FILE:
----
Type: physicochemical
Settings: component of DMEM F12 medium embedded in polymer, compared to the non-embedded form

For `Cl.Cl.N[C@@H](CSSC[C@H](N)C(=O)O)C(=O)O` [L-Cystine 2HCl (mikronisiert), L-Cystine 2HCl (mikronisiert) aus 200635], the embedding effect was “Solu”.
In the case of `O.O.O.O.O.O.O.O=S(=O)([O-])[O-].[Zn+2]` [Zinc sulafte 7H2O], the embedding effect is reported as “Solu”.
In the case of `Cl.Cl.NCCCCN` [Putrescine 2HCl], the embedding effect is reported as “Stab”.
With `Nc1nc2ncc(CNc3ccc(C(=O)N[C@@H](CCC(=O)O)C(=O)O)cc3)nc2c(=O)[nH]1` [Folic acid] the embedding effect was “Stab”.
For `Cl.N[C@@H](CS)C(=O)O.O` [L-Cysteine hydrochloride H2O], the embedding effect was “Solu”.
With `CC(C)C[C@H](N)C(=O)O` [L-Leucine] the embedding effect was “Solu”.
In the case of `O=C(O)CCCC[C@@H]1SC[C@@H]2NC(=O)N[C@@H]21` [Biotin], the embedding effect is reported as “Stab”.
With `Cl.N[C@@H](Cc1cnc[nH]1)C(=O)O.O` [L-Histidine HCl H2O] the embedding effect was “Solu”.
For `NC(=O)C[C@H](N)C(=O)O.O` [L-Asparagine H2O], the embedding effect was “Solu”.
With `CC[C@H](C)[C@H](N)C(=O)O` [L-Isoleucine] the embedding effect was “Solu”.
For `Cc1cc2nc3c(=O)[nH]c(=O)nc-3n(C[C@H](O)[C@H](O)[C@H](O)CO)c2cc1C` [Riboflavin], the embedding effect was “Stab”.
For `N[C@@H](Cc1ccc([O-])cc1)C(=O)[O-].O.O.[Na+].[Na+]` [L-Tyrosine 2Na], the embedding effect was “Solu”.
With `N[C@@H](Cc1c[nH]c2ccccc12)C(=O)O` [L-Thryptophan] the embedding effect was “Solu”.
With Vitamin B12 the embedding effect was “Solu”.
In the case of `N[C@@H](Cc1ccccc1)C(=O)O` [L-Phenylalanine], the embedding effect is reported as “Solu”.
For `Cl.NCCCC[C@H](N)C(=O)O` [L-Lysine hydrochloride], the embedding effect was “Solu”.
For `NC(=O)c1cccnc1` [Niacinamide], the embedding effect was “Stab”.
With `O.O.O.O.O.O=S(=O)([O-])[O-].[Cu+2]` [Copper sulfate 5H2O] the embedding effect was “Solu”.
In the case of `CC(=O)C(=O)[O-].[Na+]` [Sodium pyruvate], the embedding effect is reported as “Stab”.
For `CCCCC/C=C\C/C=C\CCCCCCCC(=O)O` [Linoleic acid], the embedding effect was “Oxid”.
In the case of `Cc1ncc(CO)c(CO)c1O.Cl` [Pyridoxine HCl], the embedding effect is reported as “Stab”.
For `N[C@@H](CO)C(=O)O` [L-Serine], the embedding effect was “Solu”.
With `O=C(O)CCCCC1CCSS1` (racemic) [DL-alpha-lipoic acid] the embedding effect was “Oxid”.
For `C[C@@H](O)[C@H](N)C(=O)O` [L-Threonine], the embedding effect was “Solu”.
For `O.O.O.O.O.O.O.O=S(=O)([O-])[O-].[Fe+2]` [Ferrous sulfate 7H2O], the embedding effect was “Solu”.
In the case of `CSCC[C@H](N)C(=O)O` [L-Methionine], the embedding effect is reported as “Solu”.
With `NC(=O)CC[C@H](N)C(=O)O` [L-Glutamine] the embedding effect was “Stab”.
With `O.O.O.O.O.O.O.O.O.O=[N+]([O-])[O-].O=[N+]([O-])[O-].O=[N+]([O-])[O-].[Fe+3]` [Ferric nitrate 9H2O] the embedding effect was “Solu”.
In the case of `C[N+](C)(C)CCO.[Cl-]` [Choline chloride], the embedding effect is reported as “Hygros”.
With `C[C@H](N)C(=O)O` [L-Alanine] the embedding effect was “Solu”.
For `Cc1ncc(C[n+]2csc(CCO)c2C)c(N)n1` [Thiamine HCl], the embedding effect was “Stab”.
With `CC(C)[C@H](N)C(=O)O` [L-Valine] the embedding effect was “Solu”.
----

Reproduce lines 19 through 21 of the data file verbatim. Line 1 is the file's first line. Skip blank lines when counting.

For `NC(=O)c1cccnc1` [Niacinamide], the embedding effect was “Stab”.
With `O.O.O.O.O.O=S(=O)([O-])[O-].[Cu+2]` [Copper sulfate 5H2O] the embedding effect was “Solu”.
In the case of `CC(=O)C(=O)[O-].[Na+]` [Sodium pyruvate], the embedding effect is reported as “Stab”.